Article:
Looking Down Ballot – Judicial Retention Elections

While almost everyone in the State of Missouri knows how they will vote in the “big” elections, many of us get thrown off our game when we get “down ballot”. It’s easy to know who you’re voting for at the President and Governor level, but when you get down to some of the propositions and the judicial retention ballots, it’s easy to find yourself resorting to guesswork.

This year, Jackson Countians will face a list of judges and a decision on whether or not to retain each of them. The judges are as follows:

SUPREME COURT OF MISSOURI
Patricia Breckenridge

16TH JUDICIAL CIRCUIT (JACKSON COUNTY)
CIRCUIT JUDGES
Michael W. Manners
John R. O’Malley
Ann Mesle
Peggy Stevens McGraw
Kelly Moorhouse (Judge Moorhouse died earlier this week, but her name will be on the ballot. I’ll be casting my vote for retention as a tiny tribute to a fine woman and a great public servant.)
John M. Torrence
Robert M. Schieber
Brian C. Wimes

ASSOCIATE CIRCUIT JUDGES
Robert Beaird
Vernon E. Scoville, III
Robert L. Trout

Unless you’re a lawyer or a courthouse regular, you’ve probably never heard of most of these individuals. How should you vote?

Despite a wide variety in their backgrounds and experience levels, I encourage you strongly to vote in favor of each of these judges. The links on their names will direct you to the Missouri Bar’s Judicial Evaluation of each of them, and they are an impressive lot. If you live in Missouri outside of Jackson County, you will have a different list of judges to vote for, and you can get those judicial evaluations, as well, at the Missouri Bar judicial evaluation website.

Even if you’re going to simply take my advice and vote to retain each of the judges, I’d encourage you to take a few minutes and look at the evaluations. They will demonstrate to you just how well the Missouri Plan works.

The process is above traditional politics. By all rights under traditional politics, for example, I ought to be vigorously opposing Judge Breckenridge. She’s a Republican – and she got her initial appointment from John Ashcroft, and her Supreme Court appointment from Matt Blunt. Those are the sort of credentials that ought to have a “yellow dog democrat” like me demanding to have her driven from office.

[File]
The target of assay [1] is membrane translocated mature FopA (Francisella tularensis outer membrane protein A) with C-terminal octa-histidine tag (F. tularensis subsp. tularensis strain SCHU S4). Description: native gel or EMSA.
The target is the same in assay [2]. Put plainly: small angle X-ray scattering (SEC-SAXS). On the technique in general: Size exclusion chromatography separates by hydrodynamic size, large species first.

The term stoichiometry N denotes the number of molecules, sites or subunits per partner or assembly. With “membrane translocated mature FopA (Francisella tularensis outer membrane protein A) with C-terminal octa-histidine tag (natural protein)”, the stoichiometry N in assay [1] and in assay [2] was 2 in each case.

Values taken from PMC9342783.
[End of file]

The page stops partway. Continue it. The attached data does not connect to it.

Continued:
But she’s a fine judge brought to us by a good process. People who know the law and the judges nominated her to be considered as one of three candidates for her position, based on her judicial temperament, legal ability and other factors aimed at picking great judges instead of great partisans. As a Missouri citizen, I sincerely do not care how Patricia Breckenridge the citizen votes when she casts her presidential ballot, but I care deeply that when she votes on cases in her job as Missouri Supreme Court judge, she does so on the facts and the law. As demonstrated by her outstanding scores in the evaluation process, a vast majority of Missouri lawyers, of all political persuasions, agree with me.

The same thing goes for all the other judges on this year’s Jackson County ballot.

If you don’t trust lawyers to evaluate the judges, though, I strongly encourage you to look at the juror evaluations. These are submitted by jurors (your peers) who have personally witnessed the judge in action. The scores are virtually unanimous that the judges listed have treated people equally and with dignity and were well prepared, etc.

I fully expect that each of the judges listed above will be retained by wide margins. Ironically, the opponents of the Missouri Plan will argue that those margins demonstrate that the voters aren’t smart enough to be trusted to retain only the good ones. They are all good ones. The system is working. Go look at the thorough information available to you, and you can vote with complete confidence.

The Missouri Plan has given you an excellent set of judges. Retain them, and support politicians from either party who promise to retain the Missouri Plan.

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